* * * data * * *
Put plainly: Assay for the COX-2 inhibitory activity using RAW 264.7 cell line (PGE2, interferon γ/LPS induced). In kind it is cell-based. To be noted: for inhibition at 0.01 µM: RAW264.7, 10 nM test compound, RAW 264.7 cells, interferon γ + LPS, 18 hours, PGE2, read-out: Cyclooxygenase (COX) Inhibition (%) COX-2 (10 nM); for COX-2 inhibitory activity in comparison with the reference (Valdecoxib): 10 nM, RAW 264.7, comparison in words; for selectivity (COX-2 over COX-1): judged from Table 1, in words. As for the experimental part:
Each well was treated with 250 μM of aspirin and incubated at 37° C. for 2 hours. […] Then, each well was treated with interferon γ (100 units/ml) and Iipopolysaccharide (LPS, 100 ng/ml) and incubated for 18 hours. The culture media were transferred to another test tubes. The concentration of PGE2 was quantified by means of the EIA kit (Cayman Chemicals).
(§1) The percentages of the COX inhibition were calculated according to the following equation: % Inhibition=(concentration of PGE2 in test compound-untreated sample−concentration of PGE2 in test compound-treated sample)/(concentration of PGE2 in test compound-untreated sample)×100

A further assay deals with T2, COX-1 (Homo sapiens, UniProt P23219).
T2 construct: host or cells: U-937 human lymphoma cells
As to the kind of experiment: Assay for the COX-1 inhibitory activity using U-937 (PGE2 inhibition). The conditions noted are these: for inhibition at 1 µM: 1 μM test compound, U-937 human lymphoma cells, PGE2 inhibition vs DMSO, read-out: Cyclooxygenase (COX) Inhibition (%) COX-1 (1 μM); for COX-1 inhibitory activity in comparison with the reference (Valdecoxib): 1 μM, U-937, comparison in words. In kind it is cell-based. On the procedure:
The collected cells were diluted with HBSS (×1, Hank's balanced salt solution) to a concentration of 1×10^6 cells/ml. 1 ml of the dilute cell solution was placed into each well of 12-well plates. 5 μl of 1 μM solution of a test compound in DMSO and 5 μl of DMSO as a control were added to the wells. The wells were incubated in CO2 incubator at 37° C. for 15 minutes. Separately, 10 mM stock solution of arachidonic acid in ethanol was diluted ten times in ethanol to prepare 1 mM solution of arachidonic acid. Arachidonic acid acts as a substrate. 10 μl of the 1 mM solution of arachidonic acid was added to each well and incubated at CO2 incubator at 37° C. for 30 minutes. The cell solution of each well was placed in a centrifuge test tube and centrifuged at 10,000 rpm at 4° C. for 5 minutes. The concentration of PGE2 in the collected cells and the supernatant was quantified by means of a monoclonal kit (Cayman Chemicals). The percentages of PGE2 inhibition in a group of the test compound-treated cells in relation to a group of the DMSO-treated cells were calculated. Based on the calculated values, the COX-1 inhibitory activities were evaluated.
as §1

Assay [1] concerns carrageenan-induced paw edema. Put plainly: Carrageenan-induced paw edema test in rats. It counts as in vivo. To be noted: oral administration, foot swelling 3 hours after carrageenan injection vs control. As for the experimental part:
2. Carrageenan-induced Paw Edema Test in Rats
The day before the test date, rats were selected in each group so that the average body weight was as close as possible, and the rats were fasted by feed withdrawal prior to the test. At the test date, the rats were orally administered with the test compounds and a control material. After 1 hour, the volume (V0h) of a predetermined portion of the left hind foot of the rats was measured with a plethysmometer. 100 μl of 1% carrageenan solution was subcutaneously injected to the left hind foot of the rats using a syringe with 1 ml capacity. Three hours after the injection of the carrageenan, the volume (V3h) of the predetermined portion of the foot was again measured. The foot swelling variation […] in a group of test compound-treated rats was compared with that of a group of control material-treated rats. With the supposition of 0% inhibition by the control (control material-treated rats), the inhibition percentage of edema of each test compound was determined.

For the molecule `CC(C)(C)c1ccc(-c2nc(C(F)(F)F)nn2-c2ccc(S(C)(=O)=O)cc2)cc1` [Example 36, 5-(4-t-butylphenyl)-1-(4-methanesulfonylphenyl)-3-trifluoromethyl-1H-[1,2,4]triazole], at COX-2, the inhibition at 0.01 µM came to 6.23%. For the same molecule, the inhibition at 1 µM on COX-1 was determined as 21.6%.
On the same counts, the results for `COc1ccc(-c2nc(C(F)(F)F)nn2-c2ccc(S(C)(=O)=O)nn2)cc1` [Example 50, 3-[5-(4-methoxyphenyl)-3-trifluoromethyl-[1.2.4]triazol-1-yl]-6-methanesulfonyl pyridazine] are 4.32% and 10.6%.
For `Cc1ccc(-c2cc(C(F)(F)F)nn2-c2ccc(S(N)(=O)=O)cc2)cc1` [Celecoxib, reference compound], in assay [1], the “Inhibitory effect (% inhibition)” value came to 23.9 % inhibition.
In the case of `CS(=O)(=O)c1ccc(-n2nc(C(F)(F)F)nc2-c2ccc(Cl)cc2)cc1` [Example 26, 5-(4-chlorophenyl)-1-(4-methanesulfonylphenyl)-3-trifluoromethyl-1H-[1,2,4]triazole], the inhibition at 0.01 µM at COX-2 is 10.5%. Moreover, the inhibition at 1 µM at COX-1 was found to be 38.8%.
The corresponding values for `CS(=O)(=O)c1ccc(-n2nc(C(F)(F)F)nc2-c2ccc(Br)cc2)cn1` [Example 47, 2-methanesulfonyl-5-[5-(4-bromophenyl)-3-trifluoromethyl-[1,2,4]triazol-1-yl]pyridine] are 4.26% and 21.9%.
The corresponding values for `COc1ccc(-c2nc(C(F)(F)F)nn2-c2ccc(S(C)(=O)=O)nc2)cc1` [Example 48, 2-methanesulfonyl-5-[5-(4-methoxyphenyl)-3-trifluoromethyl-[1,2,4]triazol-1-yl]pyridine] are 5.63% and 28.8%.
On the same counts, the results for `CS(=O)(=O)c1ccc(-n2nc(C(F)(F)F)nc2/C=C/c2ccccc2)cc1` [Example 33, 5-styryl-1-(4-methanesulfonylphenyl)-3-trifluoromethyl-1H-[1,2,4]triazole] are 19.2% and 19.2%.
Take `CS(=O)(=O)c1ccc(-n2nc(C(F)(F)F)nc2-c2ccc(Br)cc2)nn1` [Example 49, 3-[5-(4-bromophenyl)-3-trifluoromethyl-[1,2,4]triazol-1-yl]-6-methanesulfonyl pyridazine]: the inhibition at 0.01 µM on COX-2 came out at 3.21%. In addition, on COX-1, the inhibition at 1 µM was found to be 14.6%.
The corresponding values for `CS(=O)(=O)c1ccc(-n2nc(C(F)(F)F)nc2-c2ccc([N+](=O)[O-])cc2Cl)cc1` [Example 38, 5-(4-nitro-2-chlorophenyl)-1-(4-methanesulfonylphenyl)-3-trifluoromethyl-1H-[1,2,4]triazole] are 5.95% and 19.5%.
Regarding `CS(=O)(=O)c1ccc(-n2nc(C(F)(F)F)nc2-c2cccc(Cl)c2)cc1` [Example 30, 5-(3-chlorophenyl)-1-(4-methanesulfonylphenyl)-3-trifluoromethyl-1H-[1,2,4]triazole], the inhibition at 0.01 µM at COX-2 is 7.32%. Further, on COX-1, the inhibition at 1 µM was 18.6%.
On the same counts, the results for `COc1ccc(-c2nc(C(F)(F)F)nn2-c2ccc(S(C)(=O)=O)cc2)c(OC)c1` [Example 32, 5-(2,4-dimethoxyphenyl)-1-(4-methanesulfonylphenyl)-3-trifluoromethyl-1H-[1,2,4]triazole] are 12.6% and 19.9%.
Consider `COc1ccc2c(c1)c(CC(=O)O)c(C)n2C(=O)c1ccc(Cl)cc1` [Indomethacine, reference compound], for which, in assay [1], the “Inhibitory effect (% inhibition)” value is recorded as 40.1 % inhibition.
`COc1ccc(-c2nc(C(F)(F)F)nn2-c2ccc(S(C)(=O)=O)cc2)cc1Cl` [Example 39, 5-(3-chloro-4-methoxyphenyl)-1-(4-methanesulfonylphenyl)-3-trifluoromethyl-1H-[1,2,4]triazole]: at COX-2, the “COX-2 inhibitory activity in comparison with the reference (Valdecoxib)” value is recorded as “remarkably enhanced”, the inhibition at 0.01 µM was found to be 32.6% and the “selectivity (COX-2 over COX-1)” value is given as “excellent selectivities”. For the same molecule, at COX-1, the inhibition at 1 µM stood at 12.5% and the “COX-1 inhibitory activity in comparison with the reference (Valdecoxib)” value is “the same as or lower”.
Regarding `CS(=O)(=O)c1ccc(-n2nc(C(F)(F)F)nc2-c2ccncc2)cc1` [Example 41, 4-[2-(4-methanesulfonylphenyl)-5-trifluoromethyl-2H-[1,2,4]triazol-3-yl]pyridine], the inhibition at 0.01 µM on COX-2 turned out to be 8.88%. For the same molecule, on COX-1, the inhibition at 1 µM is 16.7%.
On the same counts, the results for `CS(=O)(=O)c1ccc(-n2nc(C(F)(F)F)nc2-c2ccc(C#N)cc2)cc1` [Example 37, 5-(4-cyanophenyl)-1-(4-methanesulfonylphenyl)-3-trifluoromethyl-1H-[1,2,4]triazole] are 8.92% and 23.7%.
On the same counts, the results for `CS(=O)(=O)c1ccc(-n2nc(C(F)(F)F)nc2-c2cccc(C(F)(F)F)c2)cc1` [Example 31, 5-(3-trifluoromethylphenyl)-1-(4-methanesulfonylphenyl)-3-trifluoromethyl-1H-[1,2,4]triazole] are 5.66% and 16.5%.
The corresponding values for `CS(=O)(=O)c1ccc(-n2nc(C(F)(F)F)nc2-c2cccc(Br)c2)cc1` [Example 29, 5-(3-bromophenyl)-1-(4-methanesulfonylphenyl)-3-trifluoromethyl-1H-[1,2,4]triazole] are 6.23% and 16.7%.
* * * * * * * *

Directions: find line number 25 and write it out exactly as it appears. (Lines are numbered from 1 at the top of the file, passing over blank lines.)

Regarding `CS(=O)(=O)c1ccc(-n2nc(C(F)(F)F)nc2-c2ccncc2)cc1` [Example 41, 4-[2-(4-methanesulfonylphenyl)-5-trifluoromethyl-2H-[1,2,4]triazol-3-yl]pyridine], the inhibition at 0.01 µM on COX-2 turned out to be 8.88%. For the same molecule, on COX-1, the inhibition at 1 µM is 16.7%.